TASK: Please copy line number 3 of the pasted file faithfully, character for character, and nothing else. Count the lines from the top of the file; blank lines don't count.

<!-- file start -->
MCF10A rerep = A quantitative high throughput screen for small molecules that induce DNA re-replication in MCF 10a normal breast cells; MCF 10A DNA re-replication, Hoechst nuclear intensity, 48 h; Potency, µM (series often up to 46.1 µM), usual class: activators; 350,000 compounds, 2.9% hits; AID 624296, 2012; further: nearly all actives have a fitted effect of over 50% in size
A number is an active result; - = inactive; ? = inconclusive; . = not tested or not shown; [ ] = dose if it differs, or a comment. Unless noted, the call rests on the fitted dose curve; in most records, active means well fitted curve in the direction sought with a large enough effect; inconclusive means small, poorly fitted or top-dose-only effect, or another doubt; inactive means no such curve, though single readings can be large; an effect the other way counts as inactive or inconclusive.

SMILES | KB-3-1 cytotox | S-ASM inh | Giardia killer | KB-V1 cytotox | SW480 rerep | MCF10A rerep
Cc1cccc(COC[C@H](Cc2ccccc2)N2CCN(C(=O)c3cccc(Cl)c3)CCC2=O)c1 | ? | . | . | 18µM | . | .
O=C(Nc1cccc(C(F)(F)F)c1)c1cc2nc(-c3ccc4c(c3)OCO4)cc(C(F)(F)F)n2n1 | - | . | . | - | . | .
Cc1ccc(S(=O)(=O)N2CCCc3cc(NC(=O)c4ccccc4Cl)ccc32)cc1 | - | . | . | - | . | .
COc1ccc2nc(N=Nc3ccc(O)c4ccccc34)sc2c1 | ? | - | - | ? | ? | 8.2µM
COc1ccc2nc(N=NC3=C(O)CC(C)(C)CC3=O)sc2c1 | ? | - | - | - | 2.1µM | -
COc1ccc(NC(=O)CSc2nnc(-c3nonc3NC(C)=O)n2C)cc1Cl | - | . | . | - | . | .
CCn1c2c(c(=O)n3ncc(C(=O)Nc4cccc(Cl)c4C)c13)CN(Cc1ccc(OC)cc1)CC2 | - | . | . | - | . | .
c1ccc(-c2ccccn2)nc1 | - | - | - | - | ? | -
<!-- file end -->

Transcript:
SMILES | KB-3-1 cytotox | S-ASM inh | Giardia killer | KB-V1 cytotox | SW480 rerep | MCF10A rerep